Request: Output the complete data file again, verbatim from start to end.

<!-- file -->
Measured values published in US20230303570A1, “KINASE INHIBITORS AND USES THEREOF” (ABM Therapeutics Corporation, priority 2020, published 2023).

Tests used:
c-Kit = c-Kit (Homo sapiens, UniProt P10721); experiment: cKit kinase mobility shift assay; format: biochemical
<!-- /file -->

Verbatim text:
Measured values published in US20230303570A1, “KINASE INHIBITORS AND USES THEREOF” (ABM Therapeutics Corporation, priority 2020, published 2023).

Tests used:
c-Kit = c-Kit (Homo sapiens, UniProt P10721); experiment: cKit kinase mobility shift assay; format: biochemical